Study Guide

Sam and Eric in Lord of the Flies

By William Golding

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Sam and Eric

(Click the character infographic to download.)

Piggy tries, but even he can't manage to keep Sam and Eric straight: "Which is Eric-? You? No—you're Sam—" (1). For most of the novel, the boys are simply "Samneric." (Is anyone surprised that Jack is the first one to use a nickname that takes away someone else's individuality?)

Like Piggy and Ralph, Sam and Eric try to hold out against savagery. Surrounded by Jack's gang, they protest "out of the heart of civilization. "Oh, I say!" "—Honestly!" (11.175). And, sure, they participate in the Simon-slaughter, but they try really hard to convince themselves that they didn't:

The twins were very surprised to see Ralph. They flushed and looked past him into the air.

"Hullo. Fancy meeting you, Ralph."

"We just been in the forest—"

"-to get wood for the fire-"

"-we got lost last night."


Sam touched a scratch on his forehead and then hurriedly took his hand away. Eric fingered his split lip.

"Yes. We were very tired," repeated Sam, "so we left early." (10)

Yeah, just keep telling yourself that, guys: the split lip and scratch are dead giveaways. The thing is, Samneric might be the closest thing to us. They're not leaders like Ralph; they're not brains, like Piggy; they're just ordinary people, who want to be good but aren't strong enough to resist being caught up in the evil.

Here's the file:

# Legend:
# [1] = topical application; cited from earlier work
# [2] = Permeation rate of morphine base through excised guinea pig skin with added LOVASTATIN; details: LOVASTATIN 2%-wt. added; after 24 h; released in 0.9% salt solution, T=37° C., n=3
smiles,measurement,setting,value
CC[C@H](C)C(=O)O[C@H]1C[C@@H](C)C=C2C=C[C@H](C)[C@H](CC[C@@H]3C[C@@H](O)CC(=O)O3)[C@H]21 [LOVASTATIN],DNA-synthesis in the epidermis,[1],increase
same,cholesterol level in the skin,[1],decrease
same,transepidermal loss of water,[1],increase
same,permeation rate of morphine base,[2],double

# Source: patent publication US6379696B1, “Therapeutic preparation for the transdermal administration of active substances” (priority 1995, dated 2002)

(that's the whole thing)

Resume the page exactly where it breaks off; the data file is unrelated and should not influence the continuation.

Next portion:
Brother vs. Brother

When Ralph's group is holed up in Chapter 10, Sam and Eric start fighting. It's not clear what they're fighting about, but it's part of the general hopelessness. 

"What's the good?," both of them ask. And then "from the darkness of the further end of the shelter came a dreadful moaning and they shattered the leaves in their fear. Sam and Eric, locked in an embrace, were fighting each other" (10.)

This is bad. If brother is turning against brother, then everyone's in real trouble. Piggy gets it. Right after they stop fighting, he whispers to Ralph, "We got to get out of this." If Samneric are fighting—and check out how Golding uses "Sam and Eric" instead of "Samneric," to show just how bad it is—then there's really no hope for the rest of them.

And if Samneric are stand-ins for us readers, then maybe Golding is telling us that war is a really, really bad sign: at its root, all human violence is brother against brother.

Sam and Eric in Lord of the Flies Study Group

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